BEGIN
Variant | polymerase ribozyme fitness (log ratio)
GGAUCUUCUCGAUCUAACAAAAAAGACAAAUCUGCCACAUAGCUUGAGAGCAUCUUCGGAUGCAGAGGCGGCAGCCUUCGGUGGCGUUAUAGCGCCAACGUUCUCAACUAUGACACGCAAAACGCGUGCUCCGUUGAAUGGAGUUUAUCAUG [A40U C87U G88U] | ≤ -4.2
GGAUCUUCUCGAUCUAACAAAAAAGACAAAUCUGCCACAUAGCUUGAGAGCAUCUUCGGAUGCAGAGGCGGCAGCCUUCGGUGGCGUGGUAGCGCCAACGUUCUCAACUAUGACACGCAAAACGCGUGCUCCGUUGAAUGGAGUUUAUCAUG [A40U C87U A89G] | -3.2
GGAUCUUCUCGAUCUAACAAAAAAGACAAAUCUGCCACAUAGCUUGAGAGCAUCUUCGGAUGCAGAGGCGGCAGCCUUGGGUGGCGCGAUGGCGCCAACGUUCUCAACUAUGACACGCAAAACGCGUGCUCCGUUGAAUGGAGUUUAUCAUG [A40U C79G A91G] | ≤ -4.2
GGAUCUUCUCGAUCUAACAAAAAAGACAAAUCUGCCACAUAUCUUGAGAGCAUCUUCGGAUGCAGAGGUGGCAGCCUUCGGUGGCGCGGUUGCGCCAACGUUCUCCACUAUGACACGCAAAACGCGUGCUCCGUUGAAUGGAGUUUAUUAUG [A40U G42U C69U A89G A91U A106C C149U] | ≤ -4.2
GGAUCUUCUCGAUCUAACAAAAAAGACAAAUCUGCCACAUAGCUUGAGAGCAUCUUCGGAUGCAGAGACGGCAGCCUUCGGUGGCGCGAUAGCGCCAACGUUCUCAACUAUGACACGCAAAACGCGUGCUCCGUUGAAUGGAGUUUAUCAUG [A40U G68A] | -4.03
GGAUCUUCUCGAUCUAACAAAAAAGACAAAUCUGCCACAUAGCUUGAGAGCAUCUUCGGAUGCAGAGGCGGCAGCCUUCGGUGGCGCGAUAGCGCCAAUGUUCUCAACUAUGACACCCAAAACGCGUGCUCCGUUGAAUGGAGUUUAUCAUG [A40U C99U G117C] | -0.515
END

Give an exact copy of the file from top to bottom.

Variant | polymerase ribozyme fitness (log ratio)
GGAUCUUCUCGAUCUAACAAAAAAGACAAAUCUGCCACAUAGCUUGAGAGCAUCUUCGGAUGCAGAGGCGGCAGCCUUCGGUGGCGUUAUAGCGCCAACGUUCUCAACUAUGACACGCAAAACGCGUGCUCCGUUGAAUGGAGUUUAUCAUG [A40U C87U G88U] | ≤ -4.2
GGAUCUUCUCGAUCUAACAAAAAAGACAAAUCUGCCACAUAGCUUGAGAGCAUCUUCGGAUGCAGAGGCGGCAGCCUUCGGUGGCGUGGUAGCGCCAACGUUCUCAACUAUGACACGCAAAACGCGUGCUCCGUUGAAUGGAGUUUAUCAUG [A40U C87U A89G] | -3.2
GGAUCUUCUCGAUCUAACAAAAAAGACAAAUCUGCCACAUAGCUUGAGAGCAUCUUCGGAUGCAGAGGCGGCAGCCUUGGGUGGCGCGAUGGCGCCAACGUUCUCAACUAUGACACGCAAAACGCGUGCUCCGUUGAAUGGAGUUUAUCAUG [A40U C79G A91G] | ≤ -4.2
GGAUCUUCUCGAUCUAACAAAAAAGACAAAUCUGCCACAUAUCUUGAGAGCAUCUUCGGAUGCAGAGGUGGCAGCCUUCGGUGGCGCGGUUGCGCCAACGUUCUCCACUAUGACACGCAAAACGCGUGCUCCGUUGAAUGGAGUUUAUUAUG [A40U G42U C69U A89G A91U A106C C149U] | ≤ -4.2
GGAUCUUCUCGAUCUAACAAAAAAGACAAAUCUGCCACAUAGCUUGAGAGCAUCUUCGGAUGCAGAGACGGCAGCCUUCGGUGGCGCGAUAGCGCCAACGUUCUCAACUAUGACACGCAAAACGCGUGCUCCGUUGAAUGGAGUUUAUCAUG [A40U G68A] | -4.03
GGAUCUUCUCGAUCUAACAAAAAAGACAAAUCUGCCACAUAGCUUGAGAGCAUCUUCGGAUGCAGAGGCGGCAGCCUUCGGUGGCGCGAUAGCGCCAAUGUUCUCAACUAUGACACCCAAAACGCGUGCUCCGUUGAAUGGAGUUUAUCAUG [A40U C99U G117C] | -0.515